Tell us about yourself and how many books you have written.
I’m an avid reader who loves all books that are able to grab me by the hairs and pull me through the story. But I’m also an author who doesn’t let herself be narrowed down to any one genre. I’ve written a lot of short stories, some published traditionally in anthologies and others I’ve independently published with the help of a great editor.
There’s Red Gone Bad, fairy tales how they were before Disney got a hold of them.
Heaven’s Closed, two magical shorts of which one won a Writer’s Beat contest.
A Menu of Death, a collection of blood-curdling tales you may not survive.
And then there is my erotic novella Bound.
At the moment I’m working on two more shorts, and three full length novels.
But when not reading or writing I can be found either in the greenhouse looking after my tomatoes, or I’m taking a hike, to enjoy my own baked cake, or brownies when I get back.
What is the name of your latest book and what inspired it?
My latest book is A Menu of Death and it was inspired by human behaviour. Or rather the behaviour people like to deny or hide.
Do you have any unusual writing habits?
Not that I’m aware of, unless being sat on the sofa, legs under the duvet, laptop on the knees, with the television, or radio, on is an unusual writing habit?
What authors, or books have influenced you?
Ah, the question you all want to ask. To be honest, I’m not sure, I have such an eclectic taste in reading I can’t really say which one influenced me most.
What are you working on now?
Two shorts, one a christmas joyful story and the other a campy B-movie themed flash.
A full length novel, working title Origins Reveiled. This one is in the final stage of editing after gone through 10 drafts in the past three years.
Another novella, working title Hunter, second draft at the moment.
And one more novel, which doesn’t even have a working title yet, but the story is done, it needs fleshing out. First draft stage.
Plus I have a ton of ideas for more. 🙂
What is your best method or website when it comes to promoting your books?
I think Twitter seems to work best, but I rarely ever twitter ‘buy my book’ or ‘another great review’ I twitter about other authors, books I’ve read and reviewed, and content on my blog or website. It seems that it does make people curious enough about my books to seek them out and buy.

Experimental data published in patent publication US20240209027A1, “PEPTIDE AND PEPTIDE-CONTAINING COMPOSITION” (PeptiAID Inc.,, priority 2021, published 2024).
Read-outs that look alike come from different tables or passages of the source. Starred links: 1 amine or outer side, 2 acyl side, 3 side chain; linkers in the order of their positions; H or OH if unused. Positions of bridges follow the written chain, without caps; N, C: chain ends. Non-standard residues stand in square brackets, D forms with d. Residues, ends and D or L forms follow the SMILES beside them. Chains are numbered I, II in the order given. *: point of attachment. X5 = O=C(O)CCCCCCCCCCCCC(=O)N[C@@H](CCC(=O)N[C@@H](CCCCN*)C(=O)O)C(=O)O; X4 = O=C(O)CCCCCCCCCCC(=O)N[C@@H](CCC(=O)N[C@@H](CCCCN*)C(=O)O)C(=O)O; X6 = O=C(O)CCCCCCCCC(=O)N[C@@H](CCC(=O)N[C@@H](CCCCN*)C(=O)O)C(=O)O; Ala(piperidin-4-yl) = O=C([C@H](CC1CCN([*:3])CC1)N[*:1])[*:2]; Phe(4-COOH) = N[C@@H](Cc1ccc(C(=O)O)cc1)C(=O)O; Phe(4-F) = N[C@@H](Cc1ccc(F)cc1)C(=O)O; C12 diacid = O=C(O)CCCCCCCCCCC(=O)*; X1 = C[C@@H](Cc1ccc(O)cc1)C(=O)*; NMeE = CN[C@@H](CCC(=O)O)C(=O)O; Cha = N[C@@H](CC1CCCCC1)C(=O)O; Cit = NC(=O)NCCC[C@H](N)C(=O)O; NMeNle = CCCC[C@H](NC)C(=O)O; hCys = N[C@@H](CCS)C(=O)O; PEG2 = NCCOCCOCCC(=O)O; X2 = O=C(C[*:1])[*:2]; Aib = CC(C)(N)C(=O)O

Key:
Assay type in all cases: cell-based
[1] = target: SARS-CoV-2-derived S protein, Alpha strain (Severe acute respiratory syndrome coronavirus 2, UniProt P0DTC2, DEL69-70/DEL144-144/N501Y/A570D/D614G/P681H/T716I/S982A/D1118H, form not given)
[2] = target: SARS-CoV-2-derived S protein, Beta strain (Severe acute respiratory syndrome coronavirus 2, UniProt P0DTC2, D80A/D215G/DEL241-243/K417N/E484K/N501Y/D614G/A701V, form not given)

Then I use the Google+ community I’m a moderator on and a few Facebook groups, but on facebook I’m more networking with other authors than I feel it’s a social media platform where I’ve actually picked up readers. Wait, there are of course the Book Junkies on Facebook (aka The Evil Book of Faces as I call it) Those are a bunch of hardcore readers and great friends, but their group is used by me as a reader because they, like most readers, are sick of authors who just come in and promote their stuff.
Do you have any advice for new authors?
Yes, make sure your work is properly edited after you have made sure the story contains no plot holes, inconsistencies, too much suspension of belief.
i.e. make sure your work is worth the reader’s time and money.
Don’t just rely on the word of your friends and family when they tell you your writing is great, have honest, reliable beta-readers who will tell you the truth and don’t take critiques as a personal assault, but learn from it to improve your writing.
What is the best advice you have ever heard?
Read your dialogue aloud.
A surefire way to hear if your characters have a natural way of speaking.
What are you reading now?
I’m reading Full Marks by Neal James, September Ends (sixth time because it is just too good) by Hunter S. Jones, and The Followers by Evan Bollinger. But I might just read a zombie short during my lunch break, just because I could use some gore right now.
What’s next for you as a writer?
Eh? Keep on writing and promoting my books? The book signing I have coming up November 26th in Kingsteignton at the Costa Coffee shop?
What is your favorite book of all time?
Unbearable Lightness of Being by Milan Kundera, Watching Swifts by R.J. Askew, September Ends by Hunter S. Jones, and Let the Right One In by John Ajvide Lindqvist.